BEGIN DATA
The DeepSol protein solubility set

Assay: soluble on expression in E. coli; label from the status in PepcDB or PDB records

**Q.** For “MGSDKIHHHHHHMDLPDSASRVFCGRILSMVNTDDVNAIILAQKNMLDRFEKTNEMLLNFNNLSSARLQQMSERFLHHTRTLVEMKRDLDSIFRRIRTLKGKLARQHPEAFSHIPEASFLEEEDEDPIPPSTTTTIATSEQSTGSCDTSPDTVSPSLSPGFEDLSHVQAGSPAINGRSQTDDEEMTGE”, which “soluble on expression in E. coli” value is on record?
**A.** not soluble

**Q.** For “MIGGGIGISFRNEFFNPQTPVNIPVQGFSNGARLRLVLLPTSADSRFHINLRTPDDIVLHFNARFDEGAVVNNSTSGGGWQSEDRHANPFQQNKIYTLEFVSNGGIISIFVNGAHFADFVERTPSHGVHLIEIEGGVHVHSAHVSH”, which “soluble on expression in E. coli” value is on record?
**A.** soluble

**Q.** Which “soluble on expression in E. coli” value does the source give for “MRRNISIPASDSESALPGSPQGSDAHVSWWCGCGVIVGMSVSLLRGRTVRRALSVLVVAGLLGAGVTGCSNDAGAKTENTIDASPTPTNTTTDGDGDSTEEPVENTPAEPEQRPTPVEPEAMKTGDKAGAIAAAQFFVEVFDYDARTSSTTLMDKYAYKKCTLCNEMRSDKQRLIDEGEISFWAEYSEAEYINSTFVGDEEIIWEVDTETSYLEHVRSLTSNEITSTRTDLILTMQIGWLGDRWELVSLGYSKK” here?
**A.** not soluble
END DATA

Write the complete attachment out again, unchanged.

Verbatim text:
The DeepSol protein solubility set

Assay: soluble on expression in E. coli; label from the status in PepcDB or PDB records

**Q.** For “MGSDKIHHHHHHMDLPDSASRVFCGRILSMVNTDDVNAIILAQKNMLDRFEKTNEMLLNFNNLSSARLQQMSERFLHHTRTLVEMKRDLDSIFRRIRTLKGKLARQHPEAFSHIPEASFLEEEDEDPIPPSTTTTIATSEQSTGSCDTSPDTVSPSLSPGFEDLSHVQAGSPAINGRSQTDDEEMTGE”, which “soluble on expression in E. coli” value is on record?
**A.** not soluble

**Q.** For “MIGGGIGISFRNEFFNPQTPVNIPVQGFSNGARLRLVLLPTSADSRFHINLRTPDDIVLHFNARFDEGAVVNNSTSGGGWQSEDRHANPFQQNKIYTLEFVSNGGIISIFVNGAHFADFVERTPSHGVHLIEIEGGVHVHSAHVSH”, which “soluble on expression in E. coli” value is on record?
**A.** soluble

**Q.** Which “soluble on expression in E. coli” value does the source give for “MRRNISIPASDSESALPGSPQGSDAHVSWWCGCGVIVGMSVSLLRGRTVRRALSVLVVAGLLGAGVTGCSNDAGAKTENTIDASPTPTNTTTDGDGDSTEEPVENTPAEPEQRPTPVEPEAMKTGDKAGAIAAAQFFVEVFDYDARTSSTTLMDKYAYKKCTLCNEMRSDKQRLIDEGEISFWAEYSEAEYINSTFVGDEEIIWEVDTETSYLEHVRSLTSNEITSTRTDLILTMQIGWLGDRWELVSLGYSKK” here?
**A.** not soluble